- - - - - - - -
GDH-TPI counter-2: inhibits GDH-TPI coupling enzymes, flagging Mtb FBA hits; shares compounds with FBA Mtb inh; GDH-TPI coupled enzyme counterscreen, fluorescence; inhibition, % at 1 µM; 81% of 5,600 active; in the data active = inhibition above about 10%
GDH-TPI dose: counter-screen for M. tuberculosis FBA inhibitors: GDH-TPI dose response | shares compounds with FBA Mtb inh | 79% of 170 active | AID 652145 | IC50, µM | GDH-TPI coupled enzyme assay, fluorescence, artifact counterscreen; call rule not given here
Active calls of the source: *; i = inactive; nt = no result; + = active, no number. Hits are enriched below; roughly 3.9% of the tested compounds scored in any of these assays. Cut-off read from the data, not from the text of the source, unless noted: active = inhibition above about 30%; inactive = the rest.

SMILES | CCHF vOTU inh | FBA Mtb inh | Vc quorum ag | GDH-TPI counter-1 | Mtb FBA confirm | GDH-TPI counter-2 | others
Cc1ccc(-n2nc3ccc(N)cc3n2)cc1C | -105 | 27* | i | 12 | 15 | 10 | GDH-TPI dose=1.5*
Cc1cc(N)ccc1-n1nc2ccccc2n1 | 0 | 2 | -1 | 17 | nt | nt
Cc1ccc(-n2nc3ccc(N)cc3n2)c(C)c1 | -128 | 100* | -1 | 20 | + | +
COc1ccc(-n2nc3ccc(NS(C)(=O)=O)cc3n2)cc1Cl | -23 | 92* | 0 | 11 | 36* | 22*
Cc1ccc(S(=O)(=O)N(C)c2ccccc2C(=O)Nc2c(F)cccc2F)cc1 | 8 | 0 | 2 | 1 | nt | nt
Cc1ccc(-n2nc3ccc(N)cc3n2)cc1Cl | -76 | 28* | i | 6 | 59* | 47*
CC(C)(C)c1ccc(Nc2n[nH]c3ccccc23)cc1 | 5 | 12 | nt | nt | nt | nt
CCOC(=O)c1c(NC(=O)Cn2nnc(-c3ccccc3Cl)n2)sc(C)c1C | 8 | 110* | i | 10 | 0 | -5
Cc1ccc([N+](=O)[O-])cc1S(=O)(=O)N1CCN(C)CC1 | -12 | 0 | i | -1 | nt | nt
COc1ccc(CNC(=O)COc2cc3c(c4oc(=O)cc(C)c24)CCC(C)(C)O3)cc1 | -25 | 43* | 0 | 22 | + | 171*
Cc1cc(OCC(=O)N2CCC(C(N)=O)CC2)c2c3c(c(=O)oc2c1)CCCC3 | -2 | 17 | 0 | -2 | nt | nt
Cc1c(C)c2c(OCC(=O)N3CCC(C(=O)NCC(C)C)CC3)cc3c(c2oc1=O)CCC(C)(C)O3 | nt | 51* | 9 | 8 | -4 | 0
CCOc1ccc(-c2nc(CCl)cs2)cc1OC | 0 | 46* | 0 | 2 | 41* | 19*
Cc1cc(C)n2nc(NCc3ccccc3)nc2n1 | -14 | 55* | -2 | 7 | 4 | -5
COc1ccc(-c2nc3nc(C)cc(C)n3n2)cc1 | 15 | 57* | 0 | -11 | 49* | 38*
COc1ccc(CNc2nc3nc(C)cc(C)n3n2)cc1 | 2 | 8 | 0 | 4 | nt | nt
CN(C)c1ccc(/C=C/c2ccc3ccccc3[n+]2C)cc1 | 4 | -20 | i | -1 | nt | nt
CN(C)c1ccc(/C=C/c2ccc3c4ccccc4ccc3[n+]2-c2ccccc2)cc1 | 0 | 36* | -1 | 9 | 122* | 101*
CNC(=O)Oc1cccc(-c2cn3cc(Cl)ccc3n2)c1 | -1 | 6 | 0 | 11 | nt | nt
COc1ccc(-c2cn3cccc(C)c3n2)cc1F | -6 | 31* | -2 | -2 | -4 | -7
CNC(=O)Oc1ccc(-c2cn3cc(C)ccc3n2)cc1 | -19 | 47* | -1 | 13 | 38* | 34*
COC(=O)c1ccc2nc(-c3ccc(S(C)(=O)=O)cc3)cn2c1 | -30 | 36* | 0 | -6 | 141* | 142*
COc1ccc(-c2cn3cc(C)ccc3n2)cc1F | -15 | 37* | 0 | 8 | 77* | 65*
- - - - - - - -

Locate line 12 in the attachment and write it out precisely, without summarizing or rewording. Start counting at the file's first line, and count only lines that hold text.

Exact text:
CCOC(=O)c1c(NC(=O)Cn2nnc(-c3ccccc3Cl)n2)sc(C)c1C | 8 | 110* | i | 10 | 0 | -5